I got this Samsung 32-inch 4K LCD TV for $1.5k and have been using it every day.
I like it a lot.
It’s a great monitor, and I’m glad I found it.
I think that Samsung should be proud of the product.
Here’s what I like about it.
The LCD screen is good.
I didn’t notice any issues with the screen, but it’s not the best I’ve ever seen.
It also is a little pricey, at $1/inch (about $80), which is a bit much for a good monitor.
Samsung’s LCDs are quite good, but they’re not perfect.
The screen is bright and vibrant.
Colors are clear and detailed, but not overwhelming or washed out.
There are some issues with color reproduction, such as some colors appearing brighter than others.
In fact, the Samsung 32 has an excellent color accuracy rating of 90 percent, which is the highest score I’ve seen on a monitor of this type.
I like the screen’s curvature.
It seems a little flatter than a standard LCD.
I’ve been a little disappointed with the curved nature of the Samsung LCD, though, which means it looks a little more like a curved TV than a regular LCD.
But the screen is great.
It looks good in front of my big TV, but the edges are just fine for me to hold and work on.
It feels comfortable and well-built.
The display is also capable of producing high levels of brightness.
It is very bright and clear, but is not too bright or too dark.
My biggest complaint about the Samsung screen is that the image is too blurry.
It doesn’t look like a real screen.
It has no contrast or brightness at all.
Even with a big monitor, the screen will blur up if you take it off to use it with a small, laptop monitor or some other source of screen-to-screen contact.
That might seem like a minor issue, but if you’re using it as a laptop, a tablet, or a TV, it’s an issue.
It does make it hard to read and navigate text on the screen.
You can’t use the screen for video.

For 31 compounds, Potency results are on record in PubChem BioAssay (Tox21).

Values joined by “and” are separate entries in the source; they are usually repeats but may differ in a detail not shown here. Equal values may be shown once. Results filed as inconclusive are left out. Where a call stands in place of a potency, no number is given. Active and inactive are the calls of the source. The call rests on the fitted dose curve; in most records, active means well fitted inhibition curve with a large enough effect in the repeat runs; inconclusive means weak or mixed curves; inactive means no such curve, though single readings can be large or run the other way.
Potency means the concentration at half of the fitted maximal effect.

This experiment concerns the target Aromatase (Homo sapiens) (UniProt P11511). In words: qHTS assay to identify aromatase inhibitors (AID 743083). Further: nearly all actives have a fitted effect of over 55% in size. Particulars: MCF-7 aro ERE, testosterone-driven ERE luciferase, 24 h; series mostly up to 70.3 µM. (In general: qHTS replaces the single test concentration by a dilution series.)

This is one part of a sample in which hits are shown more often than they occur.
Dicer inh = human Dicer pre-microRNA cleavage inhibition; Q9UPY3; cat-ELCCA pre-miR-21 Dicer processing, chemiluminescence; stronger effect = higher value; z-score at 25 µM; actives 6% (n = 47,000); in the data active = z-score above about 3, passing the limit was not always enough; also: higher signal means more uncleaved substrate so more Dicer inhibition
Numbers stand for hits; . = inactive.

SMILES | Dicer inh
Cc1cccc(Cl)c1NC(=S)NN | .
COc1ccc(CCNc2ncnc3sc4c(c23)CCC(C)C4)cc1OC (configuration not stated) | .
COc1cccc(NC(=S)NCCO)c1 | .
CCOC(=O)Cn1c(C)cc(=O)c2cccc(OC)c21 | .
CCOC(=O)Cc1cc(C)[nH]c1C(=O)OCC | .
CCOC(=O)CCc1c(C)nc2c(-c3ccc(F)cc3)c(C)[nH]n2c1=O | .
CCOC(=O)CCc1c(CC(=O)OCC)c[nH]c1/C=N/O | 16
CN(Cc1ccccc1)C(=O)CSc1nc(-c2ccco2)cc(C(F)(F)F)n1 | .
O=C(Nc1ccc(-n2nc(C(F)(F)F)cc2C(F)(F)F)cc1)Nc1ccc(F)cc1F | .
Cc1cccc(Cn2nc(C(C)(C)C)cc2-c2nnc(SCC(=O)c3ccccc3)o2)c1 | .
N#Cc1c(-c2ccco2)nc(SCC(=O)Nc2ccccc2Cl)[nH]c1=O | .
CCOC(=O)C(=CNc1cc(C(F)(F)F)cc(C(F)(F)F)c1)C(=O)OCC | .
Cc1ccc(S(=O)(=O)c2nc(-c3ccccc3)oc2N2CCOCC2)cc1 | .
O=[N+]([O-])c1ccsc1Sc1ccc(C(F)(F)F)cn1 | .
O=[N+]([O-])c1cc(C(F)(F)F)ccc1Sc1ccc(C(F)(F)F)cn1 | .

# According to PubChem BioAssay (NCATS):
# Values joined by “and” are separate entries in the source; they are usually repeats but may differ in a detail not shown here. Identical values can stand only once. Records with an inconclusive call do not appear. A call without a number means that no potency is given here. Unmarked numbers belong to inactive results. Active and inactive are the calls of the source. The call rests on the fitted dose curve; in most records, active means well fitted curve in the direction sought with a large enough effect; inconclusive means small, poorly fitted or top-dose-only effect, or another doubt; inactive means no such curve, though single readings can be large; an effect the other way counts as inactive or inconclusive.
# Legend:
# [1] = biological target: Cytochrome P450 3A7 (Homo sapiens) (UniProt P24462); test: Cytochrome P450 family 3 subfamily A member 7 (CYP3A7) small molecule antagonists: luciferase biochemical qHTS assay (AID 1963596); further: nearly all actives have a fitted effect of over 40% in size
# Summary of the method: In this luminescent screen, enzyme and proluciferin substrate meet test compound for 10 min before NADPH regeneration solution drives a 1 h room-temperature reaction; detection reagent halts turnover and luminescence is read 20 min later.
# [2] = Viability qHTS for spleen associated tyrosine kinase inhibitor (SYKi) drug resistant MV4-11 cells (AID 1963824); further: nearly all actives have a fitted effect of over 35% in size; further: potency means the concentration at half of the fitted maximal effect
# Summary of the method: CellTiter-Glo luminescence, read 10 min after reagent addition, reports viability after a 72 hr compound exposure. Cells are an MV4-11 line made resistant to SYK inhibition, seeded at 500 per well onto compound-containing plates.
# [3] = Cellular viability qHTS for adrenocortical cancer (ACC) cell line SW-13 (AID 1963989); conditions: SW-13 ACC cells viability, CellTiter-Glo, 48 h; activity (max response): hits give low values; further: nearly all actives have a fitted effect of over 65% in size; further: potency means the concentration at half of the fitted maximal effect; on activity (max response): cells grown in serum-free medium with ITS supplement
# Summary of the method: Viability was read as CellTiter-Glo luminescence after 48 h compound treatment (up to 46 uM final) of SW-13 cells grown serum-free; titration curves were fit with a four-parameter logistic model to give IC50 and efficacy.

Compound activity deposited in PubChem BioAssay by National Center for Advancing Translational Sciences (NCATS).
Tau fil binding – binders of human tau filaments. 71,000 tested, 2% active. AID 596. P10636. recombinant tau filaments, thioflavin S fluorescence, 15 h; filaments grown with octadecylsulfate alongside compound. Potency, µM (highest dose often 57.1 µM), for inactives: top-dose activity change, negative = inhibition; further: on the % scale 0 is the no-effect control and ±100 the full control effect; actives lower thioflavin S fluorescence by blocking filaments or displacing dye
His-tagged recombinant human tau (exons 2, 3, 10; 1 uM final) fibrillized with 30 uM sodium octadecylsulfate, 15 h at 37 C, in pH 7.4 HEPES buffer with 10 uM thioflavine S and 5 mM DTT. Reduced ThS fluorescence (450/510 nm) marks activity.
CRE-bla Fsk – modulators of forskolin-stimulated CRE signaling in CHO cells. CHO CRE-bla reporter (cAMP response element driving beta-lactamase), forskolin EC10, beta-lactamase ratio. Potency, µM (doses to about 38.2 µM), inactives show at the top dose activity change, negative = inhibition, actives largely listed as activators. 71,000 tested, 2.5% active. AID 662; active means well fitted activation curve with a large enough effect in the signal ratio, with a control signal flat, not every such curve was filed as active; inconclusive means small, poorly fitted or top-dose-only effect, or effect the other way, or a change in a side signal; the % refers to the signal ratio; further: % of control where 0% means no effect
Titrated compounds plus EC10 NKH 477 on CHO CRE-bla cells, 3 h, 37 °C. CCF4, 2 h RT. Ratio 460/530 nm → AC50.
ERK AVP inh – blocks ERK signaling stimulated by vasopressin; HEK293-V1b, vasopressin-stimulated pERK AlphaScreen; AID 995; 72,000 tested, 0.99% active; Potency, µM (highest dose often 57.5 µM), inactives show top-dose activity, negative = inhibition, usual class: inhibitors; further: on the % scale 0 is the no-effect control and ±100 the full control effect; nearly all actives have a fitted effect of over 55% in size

It can only display 720p video at 60 frames per second (fps), but that’s not very high for a 4K TV.
There’s no HDR mode.
That makes sense for 4K TVs, but this is a TV that’s meant to be used as a home entertainment TV, not a display for high-resolution gaming.
It’s very thin.
It measures about 6 inches, about as wide as a small notebook.
The screen is thin, too.
The Samsung 32 is just a bit too thin to be able to stand upright on its own.
If I wanted to stand it up, I would need to use a chair or stand on a desk.
This is probably the worst LCD I’ve used on a computer.
The image is not sharp, either.
I found the image a little too grainy and fuzzy, particularly at the edges.
When using the screen as a gaming device, it has to be placed at the edge of the screen to be good for gaming.
This means that it’s prone to getting blurry or blurry-looking if you are sitting at the front or rear of the monitor.
There is no easy way to fix this.
I wish I could see some of the pixels in the screen on the monitor, but unfortunately that is not possible.
You can, however, adjust the brightness.
This is important because the screen uses a phosphor coating to provide a slightly higher contrast and brightness.
It’s not bad, but you need to adjust it to get the best picture.
You can use the display as a monitor, too, but that is the only way to use the Samsung Monitor.
The only way I could tell that this was a TV was by the fact that the screen had a built-in headphone jack, and that it had a power button on the right side of the back.
That means you can plug in your headphones and connect the monitor to your computer or smartphone.
The headphone jack is located on the back of the TV.
The monitor does not have an HDMI port, so you can’t hook it up to an external display or monitor.
The TV does have a built in speakers, but only on the front.
It will not be able be connected to your home theater system or other sound system.
Samsung is selling this TV as a stand-alone product.
If you need a standalone monitor, this is not the way to go.
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